In Vietnam a vehicle’s registration certificate is called a blue card. It’s a small (3.3″ by 2.2″) document showing the details of the vehicle and its owner. It’s a fairly simplistic document, especially compared to its European counterparts.
These cards are easily to forge. Hence, lots of used bikes are sold with fake paperwork. When scouring the classifieds, you will often see motorcycles being sold with “non-transferable” blue cards, a fancy way to state the obvious…
When you’re in the market for a $200 Honda Win, you’ll probably don’t care about the paperwork. However, when you’re shopping for, say, a Honda CB400, you probably want something legitimate. Keep in mind that when a deal seems to be too good to be true, then it probably is…
It’s difficult to distinguish a fake blue card from a real one. You’d have to check the number in the police’s vehicle database to be 100% sure. Sometimes the information on the blue card gives away its true nature. For example, the blue card of my 1999 Honda FTR223 stated an engine capacity of 150cc (instead of 223cc). At that time, engine capacity was capped at 175cc by law, making the FTR223 illegal on Vietnamese roads. Hence, it was impossible to have a legitimate blue card for this particular bike.
Here’s an example of a blue card:
There a several categories of license plates, among which “LD” plates for vehicles registered by foreign-invested companies, “NG” plates for diplomatic vehicles and “NN” plates for vehicles registered in the name of a foreign owner.
“NN” stands for “Nước Ngoài”, which means -you guessed it- foreign. “NN” plates use the following format: AA-BBB-NN-XXX, wherein “AA” for the province, “BBB” for the code of the owner’s country, “NN” for foreigner, and “XXX” for the numbering sequence.
In the past (pre-2015) “NN” plates were tax-free, just like “NG” are still today. However, today you have to pay registration taxes for an “NN” plates, just like anyone else. The registration tax is 5% of the invoice value of the bike. The plate itself costs an additional 800,000 VND in second-tier and smaller cities (Hai Phong, Da Nang, Can tho, …). If you live in Hanoi or HCMC, you’ll pay 4 million VND for the plate.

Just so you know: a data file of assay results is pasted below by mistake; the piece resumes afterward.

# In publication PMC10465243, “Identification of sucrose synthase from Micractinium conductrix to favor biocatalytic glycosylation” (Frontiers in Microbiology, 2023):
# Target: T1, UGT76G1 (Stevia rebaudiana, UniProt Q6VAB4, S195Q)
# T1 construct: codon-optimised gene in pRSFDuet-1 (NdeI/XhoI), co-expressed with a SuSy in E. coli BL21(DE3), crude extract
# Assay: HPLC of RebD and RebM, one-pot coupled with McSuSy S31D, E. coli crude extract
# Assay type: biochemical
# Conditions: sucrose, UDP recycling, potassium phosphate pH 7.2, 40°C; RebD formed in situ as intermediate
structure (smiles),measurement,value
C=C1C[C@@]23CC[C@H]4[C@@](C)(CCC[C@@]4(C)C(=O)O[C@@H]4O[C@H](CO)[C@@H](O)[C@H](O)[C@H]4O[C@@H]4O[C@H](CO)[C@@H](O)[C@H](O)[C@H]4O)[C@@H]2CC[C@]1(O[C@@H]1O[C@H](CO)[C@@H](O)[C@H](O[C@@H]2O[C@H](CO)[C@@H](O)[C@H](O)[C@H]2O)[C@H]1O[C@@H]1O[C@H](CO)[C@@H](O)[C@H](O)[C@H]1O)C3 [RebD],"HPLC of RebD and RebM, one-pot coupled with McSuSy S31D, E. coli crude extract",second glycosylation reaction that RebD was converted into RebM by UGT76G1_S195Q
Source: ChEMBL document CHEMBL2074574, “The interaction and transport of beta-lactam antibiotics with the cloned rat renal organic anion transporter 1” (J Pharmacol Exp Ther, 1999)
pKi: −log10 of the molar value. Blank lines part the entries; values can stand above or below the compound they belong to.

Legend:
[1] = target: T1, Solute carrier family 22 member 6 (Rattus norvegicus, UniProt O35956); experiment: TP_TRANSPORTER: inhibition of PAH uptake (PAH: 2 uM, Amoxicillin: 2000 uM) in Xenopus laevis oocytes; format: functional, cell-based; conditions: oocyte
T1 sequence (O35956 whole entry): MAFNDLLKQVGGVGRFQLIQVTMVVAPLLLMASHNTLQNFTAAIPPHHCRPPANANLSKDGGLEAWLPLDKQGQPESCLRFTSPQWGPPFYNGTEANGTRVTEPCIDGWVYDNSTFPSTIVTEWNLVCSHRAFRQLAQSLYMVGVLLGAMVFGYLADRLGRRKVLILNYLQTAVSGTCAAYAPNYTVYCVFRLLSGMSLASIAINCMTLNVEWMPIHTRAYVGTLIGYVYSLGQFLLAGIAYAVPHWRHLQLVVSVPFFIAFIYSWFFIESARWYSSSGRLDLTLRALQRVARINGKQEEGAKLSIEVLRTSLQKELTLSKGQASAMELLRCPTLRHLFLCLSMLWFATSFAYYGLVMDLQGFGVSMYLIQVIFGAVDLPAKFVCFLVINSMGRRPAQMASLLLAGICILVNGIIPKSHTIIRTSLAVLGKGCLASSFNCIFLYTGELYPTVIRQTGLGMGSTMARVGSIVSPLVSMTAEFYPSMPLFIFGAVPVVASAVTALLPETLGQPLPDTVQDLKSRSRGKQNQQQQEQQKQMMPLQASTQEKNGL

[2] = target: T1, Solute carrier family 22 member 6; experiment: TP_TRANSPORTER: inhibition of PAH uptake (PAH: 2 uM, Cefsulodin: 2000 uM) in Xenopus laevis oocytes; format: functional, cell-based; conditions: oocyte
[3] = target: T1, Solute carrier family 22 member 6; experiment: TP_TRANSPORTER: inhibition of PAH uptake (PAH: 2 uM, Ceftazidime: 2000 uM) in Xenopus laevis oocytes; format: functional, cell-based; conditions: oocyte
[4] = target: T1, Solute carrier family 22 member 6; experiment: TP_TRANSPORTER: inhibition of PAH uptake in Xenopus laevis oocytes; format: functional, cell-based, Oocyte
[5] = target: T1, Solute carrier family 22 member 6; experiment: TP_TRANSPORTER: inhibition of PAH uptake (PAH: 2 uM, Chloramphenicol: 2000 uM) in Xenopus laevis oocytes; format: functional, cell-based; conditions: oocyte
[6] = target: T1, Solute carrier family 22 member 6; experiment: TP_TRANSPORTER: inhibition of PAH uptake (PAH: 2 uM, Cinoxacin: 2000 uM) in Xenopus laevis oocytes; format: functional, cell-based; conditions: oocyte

In theory, you should get the taxes back when you cancel the plates and export the bike to your home country. However, the likelihood of this happening is rather slim. I imagine the procedure to be unimaginably complicated… This is Vietnam after all.
The procedure to register a motorcycle in Vietnam is simple… for a Vietnamese citizen. However, for a foreigner, it gets a bit more complicated.
As procedures are generally followed to the letter in Vietnam, make sure you have all the paperwork ready. One missing document and the whole dossier will be rejected by the local police department.
Documents you’ll need:
- Temporary residence card*
- Work permit*
- Labour contract*
- Business registration certificate (BRC) of the company*
- Introduction letter from your company to the local authority
- Invoice of the bike (invoice in your name)
- Paperwork related to the import of the bike (invoice of the dealer, bike list, etc)
* notarized copy
Make a copy of the invoice, as the authorities will keep the original one. The paperwork related to the import of the bike (regular copies) is to be provided by the dealership.
The bike will be registered in your name, but on your employer’s address. It’s strange, but that’s the way it is.
Advantages and Inconveniences of an NN plate
- You’re fully compliant with the law: the bike and the insurance is registered in your name
- Theft deterrent: locals aren’t allowed to ride bikes with “NN” plates. They’d be spotted easily by the police.
- Cop deterrent: probably not in Hanoi or HCM, but in more remote places where English isn’t widely spoken, police may be more likely to give you a pass…
- The registration is a long process (several weeks at a minimum) due to the vast amount of paperwork. Also, the number of an “NN” plate is not attributed on local level, but on Ministry level. Therefore, the local police needs to obtain the approval prior to issuing the plate.
- Selling a bike with an “NN” plate is a hassle because you’ll have to cancel the plate first. Then the buyer will need to apply for a new plate and pay additional registration taxes.